Pork and Vegetable Lumpia by Marvin Gapultos
“When I was in college, two things—and two things alone—encouraged my two-hour drive back to my parents’ house at least once a month: laundry and lumpia”.
“The need for clean laundry goes without saying, but no trip home would be complete without a fresh supply of my mother’s spring rolls filled with seasoned pork and vegetables. My mother would often make dozens of lumpia in one sitting. But instead of frying her bounty right away, she would place her freshly made lumpia in freezer bags that I would then eagerly take back to my small cramped apartment. My mother’s lumpia could last forever in the freezer, but since they were so easy for me to prepare (I’d just take them out of the freezer, put them in hot oil, and fry until golden and crisp), my stash only seemed to last a few weeks. Oddly enough, my supply of lumpia almost always correlated with my supply of clean clothes. But after all, it’d be silly to go home just for laundry, wouldn’t it?”
Today, I’ve got my own washer and dryer and I’ve since learned to make my mother’s lumpia. Strangely enough, though, I still find other reasons to visit my parents on the weekends. – Marvin Gapultos
Makes about 2 dozen spring rolls
For the filling:
- 2 tablespoons high-heat cooking oil, plus more for frying
- 1 small onion, diced
- 4 cloves garlic, minced
- 1 pound (500g) ground pork
- 1 tablespoon fish sauce
- ½ teaspoon freshly ground black pepper
- 1 cup (70g) grated carrot
- 1 cup (70g) mung bean sprouts
- ½ cup (65g) frozen peas
- 25 square spring roll wrappers (8×8 inches/20x20cm), thawed
- Water, for sealing the spring rolls
- Heat a large wok or sauté pan over high heat until a drop of water immediately sizzles and evaporates on contact. Swirl the oil into the pan then add the onions and stir-fry until the onions wilt and begin to lightly brown, 2-3 minutes. Add the garlic and cook until the garlic just begins to brown, 1-2 minutes. Stir in the ground pork and cook for 1 minute, using a spatula or wooden spoon to break the meat into small pieces. Add the fish sauce, black pepper, carrots, bean sprouts and peas and stir to combine. Continue cooking until the meat is cooked through and the vegetables are tender, 3-4 minutes.
- Transfer the cooked filling to a fine-mesh sieve set over a large bowl and set aside. Draining the filling helps to prevent soggy spring rolls, allow the filling to drain and cool completely. After the filling has cooled, discard any liquid that has accumulated in the bowl and then transfer the filling into the same bowl.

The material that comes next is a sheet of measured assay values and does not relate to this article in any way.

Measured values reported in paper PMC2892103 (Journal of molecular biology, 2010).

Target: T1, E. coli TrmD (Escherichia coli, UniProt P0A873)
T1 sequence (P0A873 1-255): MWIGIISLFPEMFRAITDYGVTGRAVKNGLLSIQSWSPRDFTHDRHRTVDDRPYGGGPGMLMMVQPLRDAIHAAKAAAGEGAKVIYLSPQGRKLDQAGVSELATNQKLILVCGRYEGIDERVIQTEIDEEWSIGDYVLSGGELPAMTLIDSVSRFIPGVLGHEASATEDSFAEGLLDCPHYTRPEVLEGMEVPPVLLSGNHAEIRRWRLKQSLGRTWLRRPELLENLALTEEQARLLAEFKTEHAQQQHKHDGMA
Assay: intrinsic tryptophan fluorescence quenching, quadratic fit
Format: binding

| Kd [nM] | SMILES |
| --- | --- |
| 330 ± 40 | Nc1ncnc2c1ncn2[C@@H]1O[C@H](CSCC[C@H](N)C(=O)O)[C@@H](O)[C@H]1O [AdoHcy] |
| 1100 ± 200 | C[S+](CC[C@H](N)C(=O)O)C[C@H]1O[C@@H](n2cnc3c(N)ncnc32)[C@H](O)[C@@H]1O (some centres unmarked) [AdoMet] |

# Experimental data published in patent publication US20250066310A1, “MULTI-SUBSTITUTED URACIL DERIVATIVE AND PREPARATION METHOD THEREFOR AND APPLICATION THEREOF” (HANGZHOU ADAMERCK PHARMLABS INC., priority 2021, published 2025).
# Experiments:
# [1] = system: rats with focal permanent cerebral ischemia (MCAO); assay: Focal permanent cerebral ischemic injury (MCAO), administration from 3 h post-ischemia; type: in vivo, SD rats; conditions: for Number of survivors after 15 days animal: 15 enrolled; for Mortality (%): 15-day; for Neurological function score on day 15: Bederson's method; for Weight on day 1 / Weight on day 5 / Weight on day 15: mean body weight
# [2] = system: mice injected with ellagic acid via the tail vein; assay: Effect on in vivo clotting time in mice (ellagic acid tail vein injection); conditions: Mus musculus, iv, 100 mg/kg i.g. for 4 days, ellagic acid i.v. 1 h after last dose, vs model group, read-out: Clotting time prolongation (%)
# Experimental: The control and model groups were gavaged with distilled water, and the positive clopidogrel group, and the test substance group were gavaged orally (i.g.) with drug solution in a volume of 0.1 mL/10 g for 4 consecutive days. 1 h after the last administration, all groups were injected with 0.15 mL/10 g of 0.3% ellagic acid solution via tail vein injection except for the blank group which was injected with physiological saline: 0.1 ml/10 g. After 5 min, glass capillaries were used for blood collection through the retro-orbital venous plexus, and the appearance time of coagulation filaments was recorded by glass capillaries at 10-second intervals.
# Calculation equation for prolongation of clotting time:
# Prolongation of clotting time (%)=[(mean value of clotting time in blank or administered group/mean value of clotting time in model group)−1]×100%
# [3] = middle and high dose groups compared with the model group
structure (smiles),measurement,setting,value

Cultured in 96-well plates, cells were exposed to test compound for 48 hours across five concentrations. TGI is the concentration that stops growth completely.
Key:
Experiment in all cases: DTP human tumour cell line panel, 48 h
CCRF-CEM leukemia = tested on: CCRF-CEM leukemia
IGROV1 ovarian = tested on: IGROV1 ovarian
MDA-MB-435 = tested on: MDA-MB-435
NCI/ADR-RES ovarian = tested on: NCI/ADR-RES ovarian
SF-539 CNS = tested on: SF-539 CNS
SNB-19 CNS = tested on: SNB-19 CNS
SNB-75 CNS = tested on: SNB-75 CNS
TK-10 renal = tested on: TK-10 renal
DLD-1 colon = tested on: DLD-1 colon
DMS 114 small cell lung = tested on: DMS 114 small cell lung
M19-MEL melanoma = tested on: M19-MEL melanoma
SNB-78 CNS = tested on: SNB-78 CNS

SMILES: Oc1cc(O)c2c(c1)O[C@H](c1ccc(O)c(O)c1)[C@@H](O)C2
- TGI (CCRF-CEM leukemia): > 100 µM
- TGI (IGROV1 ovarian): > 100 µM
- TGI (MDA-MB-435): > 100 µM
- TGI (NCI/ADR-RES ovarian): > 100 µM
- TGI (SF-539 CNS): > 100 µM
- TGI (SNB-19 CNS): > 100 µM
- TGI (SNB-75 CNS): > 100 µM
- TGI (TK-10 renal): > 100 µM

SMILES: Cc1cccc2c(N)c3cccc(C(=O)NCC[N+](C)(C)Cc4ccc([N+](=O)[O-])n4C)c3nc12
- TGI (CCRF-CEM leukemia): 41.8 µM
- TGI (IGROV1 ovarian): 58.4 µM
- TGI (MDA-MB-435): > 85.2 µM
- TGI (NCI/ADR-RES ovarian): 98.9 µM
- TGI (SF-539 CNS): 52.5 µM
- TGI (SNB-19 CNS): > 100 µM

- Fill and roll the lumpia.
- To fry the lumpia, fill a large frying pan with at least a ½ inch (1.25cm) of vegetable oil. Heat over moderately high heat until the oil reaches 350° F (175° C) on a deep fry thermometer. Alternatively, you can also a small piece of lumpia wrapper into the hot oil; if it sizzles and immediately begins to brown, the oil is hot enough and ready for frying.
- When the oil is ready, fry the lumpia in batches, being careful to not overcrowd the pan. Fry the lumpia, turning occasionally, until golden and crisp, 3-4 minutes total. If frying frozen lumpia, add 1 minute of cook time to each side. Transfer the fried lumpia to a paper towel-lined plate to drain.
As a food blogger-turned-gourmet food trucker, Marvin interprets traditional Filipino flavors with equal parts kitchen savvy and street smarts–providing easy-to-follow, tried and true recipes that serve as a guide to the pleasures of Filipino cooking. The nearly 100 recipes in these pages pave a culinary road trip that transports home cooks to the roadside food stalls, bars and home kitchens of the Philippines, to the hungry streets of L.A., and even into the sage kitchen’s of Marvin’s own grandmother, mother and aunties.
Fri. May 17
Omnivore Books on Food
3885a Cesar Chavez Street
(at Church Street)
San Francisco, CA 94131
Marvin Gapultos launches and signs his new cookbook – The Adobo Road Cookbook: A Filipino Journey, From Food Blog, To Food Truck, And Beyond
This event is FREE, with a delectable Filipino spread provided by Seafood City and prepared by Chef Tim Luym of San Mateo’s Attic Restaurant